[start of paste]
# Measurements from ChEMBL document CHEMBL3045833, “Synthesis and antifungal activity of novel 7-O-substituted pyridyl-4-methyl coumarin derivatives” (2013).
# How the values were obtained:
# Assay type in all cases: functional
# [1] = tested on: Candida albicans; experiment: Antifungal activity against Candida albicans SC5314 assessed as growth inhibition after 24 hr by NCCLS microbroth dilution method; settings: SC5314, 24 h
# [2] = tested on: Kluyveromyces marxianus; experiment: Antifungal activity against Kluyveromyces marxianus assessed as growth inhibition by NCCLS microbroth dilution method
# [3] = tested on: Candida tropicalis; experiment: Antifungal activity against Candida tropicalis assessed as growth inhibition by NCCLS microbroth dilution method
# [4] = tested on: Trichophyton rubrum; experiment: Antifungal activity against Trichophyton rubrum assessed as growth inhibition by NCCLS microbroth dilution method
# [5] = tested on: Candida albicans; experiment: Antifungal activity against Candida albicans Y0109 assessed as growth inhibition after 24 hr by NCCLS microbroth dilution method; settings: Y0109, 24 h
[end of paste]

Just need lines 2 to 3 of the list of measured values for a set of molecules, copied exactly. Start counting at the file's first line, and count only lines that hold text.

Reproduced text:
# How the values were obtained:
# Assay type in all cases: functional